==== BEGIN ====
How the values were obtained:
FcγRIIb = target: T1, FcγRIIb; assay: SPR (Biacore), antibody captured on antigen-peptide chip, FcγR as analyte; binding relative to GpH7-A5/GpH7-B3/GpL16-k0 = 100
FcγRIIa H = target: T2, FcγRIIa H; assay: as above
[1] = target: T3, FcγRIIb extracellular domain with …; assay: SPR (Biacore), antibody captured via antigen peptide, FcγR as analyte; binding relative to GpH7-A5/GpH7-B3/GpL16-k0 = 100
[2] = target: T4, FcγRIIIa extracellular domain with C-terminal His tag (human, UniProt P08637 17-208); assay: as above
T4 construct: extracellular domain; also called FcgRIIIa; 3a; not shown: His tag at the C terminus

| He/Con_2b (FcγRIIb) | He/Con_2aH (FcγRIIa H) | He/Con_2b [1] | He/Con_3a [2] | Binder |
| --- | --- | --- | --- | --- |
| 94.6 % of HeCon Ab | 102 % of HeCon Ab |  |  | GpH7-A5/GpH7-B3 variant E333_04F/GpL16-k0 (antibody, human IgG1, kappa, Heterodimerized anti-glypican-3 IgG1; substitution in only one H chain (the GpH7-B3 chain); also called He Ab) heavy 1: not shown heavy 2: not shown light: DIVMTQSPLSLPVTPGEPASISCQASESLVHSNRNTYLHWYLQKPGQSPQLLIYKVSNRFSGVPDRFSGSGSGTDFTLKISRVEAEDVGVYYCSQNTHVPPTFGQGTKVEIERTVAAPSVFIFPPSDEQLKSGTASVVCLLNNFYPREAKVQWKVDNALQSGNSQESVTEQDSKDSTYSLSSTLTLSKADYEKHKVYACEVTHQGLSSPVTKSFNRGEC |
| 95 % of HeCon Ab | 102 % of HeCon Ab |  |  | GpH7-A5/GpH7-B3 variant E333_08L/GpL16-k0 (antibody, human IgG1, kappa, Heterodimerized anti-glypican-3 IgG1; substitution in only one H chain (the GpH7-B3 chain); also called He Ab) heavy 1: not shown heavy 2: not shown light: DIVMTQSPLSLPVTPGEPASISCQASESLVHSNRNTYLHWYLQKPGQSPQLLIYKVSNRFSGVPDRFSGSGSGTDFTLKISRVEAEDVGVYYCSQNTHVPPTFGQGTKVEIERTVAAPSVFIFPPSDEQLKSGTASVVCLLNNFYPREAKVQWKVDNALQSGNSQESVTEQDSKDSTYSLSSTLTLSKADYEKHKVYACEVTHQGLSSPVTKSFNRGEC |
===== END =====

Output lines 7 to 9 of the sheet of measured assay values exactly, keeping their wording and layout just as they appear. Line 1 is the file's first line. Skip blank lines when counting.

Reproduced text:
| He/Con_2b (FcγRIIb) | He/Con_2aH (FcγRIIa H) | He/Con_2b [1] | He/Con_3a [2] | Binder |
| --- | --- | --- | --- | --- |
| 94.6 % of HeCon Ab | 102 % of HeCon Ab |  |  | GpH7-A5/GpH7-B3 variant E333_04F/GpL16-k0 (antibody, human IgG1, kappa, Heterodimerized anti-glypican-3 IgG1; substitution in only one H chain (the GpH7-B3 chain); also called He Ab) heavy 1: not shown heavy 2: not shown light: DIVMTQSPLSLPVTPGEPASISCQASESLVHSNRNTYLHWYLQKPGQSPQLLIYKVSNRFSGVPDRFSGSGSGTDFTLKISRVEAEDVGVYYCSQNTHVPPTFGQGTKVEIERTVAAPSVFIFPPSDEQLKSGTASVVCLLNNFYPREAKVQWKVDNALQSGNSQESVTEQDSKDSTYSLSSTLTLSKADYEKHKVYACEVTHQGLSSPVTKSFNRGEC |